We are looking at commercial, off-the-shelf applications where we can use one system to get rid of five legacy systems. We're near to making a decision. We did a focus group to evaluate how we handle those services and products now and how we should handle them in the future.
GCN:'How is the partnership between Education and Andersen working?
HAWALD: I'm really pleased we have Andersen Consulting as our modernization partner.
One, they're a first-tier consulting firm. Two, they're very good at doing strategic and high-level thinking and working on design projects. Three, they don't offer products and other services to sell, so they'll be more independent and objective from the standpoint of the technology and the framework that we need.
They bring skills that we don't presently have, such as enterprise data warehousing, advance call center techniques and e-commerce strategies. I meet with Andersen twice a week, on Tuesday and Thursday afternoons, with a one-hour briefing of what's been accomplished and to address any issues.
GCN:'You're also working with Highway 1 as a nonprofit consortium in Washington. Can you describe the project?
HAWALD: We have a pilot now that will let us do an integration of all our systems so that we can turn around and extract data, then put it in on view for the student.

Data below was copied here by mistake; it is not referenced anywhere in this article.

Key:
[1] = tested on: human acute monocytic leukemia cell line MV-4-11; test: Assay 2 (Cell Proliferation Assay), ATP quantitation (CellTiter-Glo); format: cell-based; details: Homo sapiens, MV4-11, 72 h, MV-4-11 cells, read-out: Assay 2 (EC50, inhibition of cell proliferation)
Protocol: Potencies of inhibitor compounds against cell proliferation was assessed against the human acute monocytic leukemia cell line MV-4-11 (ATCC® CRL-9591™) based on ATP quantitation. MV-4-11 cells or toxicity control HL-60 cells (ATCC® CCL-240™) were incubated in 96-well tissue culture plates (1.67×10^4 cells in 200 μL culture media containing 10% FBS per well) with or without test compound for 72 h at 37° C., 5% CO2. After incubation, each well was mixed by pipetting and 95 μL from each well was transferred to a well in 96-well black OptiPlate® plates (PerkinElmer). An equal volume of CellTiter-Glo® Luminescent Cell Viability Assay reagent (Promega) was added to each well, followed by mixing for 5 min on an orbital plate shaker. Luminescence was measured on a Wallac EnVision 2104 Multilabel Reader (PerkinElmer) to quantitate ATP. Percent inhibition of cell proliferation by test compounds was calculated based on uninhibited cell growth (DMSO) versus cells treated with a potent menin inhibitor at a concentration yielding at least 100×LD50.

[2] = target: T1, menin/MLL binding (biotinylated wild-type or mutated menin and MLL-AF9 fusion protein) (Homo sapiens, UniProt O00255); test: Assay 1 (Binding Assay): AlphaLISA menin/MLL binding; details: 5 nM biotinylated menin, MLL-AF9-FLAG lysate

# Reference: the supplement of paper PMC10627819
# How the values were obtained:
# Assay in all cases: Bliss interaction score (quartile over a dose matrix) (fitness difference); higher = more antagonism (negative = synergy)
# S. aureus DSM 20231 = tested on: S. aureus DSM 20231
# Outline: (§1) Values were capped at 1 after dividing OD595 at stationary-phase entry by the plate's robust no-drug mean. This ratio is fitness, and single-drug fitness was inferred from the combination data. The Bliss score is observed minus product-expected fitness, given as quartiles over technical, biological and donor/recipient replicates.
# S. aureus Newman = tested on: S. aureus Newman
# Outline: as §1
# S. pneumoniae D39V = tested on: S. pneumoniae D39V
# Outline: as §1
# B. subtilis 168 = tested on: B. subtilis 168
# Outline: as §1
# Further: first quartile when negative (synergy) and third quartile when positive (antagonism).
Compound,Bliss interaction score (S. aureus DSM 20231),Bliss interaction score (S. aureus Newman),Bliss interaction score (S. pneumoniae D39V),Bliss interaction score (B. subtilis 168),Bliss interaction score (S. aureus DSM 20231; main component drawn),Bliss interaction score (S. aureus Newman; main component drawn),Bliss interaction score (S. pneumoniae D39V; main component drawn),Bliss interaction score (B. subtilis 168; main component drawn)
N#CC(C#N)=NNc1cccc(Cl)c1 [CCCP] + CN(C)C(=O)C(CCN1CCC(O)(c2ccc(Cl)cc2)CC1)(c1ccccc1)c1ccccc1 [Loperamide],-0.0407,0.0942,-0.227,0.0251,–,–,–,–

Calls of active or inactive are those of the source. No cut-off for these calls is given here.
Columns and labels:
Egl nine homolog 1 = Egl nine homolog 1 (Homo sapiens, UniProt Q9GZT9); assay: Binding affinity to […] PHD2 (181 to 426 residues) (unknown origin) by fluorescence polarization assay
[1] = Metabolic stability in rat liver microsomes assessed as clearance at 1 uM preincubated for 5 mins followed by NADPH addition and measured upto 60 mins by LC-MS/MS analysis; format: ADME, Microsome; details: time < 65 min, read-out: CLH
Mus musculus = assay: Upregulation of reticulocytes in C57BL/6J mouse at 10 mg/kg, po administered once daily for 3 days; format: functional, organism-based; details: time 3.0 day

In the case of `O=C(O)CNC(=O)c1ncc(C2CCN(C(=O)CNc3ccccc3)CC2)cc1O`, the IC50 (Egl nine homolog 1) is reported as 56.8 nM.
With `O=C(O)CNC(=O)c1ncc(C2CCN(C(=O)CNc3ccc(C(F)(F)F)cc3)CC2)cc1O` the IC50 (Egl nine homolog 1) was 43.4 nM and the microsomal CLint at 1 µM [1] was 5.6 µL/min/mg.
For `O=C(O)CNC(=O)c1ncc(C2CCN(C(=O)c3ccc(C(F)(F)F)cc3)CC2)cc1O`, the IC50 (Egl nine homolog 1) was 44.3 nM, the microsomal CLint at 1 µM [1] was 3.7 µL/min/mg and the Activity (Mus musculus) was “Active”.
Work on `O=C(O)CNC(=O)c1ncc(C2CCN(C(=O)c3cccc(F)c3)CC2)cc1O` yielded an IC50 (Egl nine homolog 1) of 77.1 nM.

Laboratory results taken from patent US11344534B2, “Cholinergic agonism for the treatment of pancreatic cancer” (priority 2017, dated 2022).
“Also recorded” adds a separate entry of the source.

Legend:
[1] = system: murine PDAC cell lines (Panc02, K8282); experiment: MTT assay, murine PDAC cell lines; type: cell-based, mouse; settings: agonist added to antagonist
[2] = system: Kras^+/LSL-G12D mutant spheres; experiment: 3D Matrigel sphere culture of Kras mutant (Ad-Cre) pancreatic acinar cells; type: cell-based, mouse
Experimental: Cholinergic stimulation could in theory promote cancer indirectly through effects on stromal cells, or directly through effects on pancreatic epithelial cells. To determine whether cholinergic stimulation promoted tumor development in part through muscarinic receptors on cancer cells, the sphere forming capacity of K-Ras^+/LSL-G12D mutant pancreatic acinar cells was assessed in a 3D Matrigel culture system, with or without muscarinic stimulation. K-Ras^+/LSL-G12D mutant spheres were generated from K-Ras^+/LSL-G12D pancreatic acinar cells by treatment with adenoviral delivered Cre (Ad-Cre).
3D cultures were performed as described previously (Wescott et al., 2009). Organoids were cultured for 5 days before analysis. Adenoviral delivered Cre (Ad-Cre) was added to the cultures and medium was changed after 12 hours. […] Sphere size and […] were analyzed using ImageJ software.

The program entails using Extensible Markup Language and partnering with Microsoft Corp. to build the front-end and e-commerce interfaces.
GCN:'How is the new management team working out at OSFA?
HAWALD: This is probably the second or No. 1 reason I'm here. I feel very strongly that the mission of putting students through school is a good one, along with the PBO concept.
The flip side for me entertaining the idea of moving from the commercial to the government sector was the management team. We call it the OSFA Management Council. It includes the general managers for students, schools and financial partners, a chief financial officer, me, and the council's chairman, chief operating officer Greg Woods.
I think we have the best people we could possibly find for every one of these positions.